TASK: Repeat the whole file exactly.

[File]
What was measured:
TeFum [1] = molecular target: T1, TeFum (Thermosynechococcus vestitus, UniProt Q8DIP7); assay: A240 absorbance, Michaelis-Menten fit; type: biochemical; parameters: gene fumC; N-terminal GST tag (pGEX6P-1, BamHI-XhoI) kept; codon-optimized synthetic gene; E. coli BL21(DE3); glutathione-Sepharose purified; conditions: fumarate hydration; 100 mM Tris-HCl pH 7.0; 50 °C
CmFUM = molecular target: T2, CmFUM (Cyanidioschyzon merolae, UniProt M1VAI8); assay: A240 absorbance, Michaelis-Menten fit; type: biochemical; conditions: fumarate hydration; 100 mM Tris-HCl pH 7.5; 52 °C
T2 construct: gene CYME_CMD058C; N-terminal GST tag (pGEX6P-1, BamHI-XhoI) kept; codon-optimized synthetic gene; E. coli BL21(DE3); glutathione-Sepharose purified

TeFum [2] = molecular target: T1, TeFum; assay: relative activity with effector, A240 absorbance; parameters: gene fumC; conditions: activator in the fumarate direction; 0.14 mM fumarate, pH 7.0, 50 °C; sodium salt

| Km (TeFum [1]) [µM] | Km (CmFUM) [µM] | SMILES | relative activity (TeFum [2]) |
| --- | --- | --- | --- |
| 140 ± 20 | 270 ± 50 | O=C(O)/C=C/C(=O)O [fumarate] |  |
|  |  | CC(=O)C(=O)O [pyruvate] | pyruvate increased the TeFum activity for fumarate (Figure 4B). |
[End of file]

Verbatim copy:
What was measured:
TeFum [1] = molecular target: T1, TeFum (Thermosynechococcus vestitus, UniProt Q8DIP7); assay: A240 absorbance, Michaelis-Menten fit; type: biochemical; parameters: gene fumC; N-terminal GST tag (pGEX6P-1, BamHI-XhoI) kept; codon-optimized synthetic gene; E. coli BL21(DE3); glutathione-Sepharose purified; conditions: fumarate hydration; 100 mM Tris-HCl pH 7.0; 50 °C
CmFUM = molecular target: T2, CmFUM (Cyanidioschyzon merolae, UniProt M1VAI8); assay: A240 absorbance, Michaelis-Menten fit; type: biochemical; conditions: fumarate hydration; 100 mM Tris-HCl pH 7.5; 52 °C
T2 construct: gene CYME_CMD058C; N-terminal GST tag (pGEX6P-1, BamHI-XhoI) kept; codon-optimized synthetic gene; E. coli BL21(DE3); glutathione-Sepharose purified

TeFum [2] = molecular target: T1, TeFum; assay: relative activity with effector, A240 absorbance; parameters: gene fumC; conditions: activator in the fumarate direction; 0.14 mM fumarate, pH 7.0, 50 °C; sodium salt

| Km (TeFum [1]) [µM] | Km (CmFUM) [µM] | SMILES | relative activity (TeFum [2]) |
| --- | --- | --- | --- |
| 140 ± 20 | 270 ± 50 | O=C(O)/C=C/C(=O)O [fumarate] |  |
|  |  | CC(=O)C(=O)O [pyruvate] | pyruvate increased the TeFum activity for fumarate (Figure 4B). |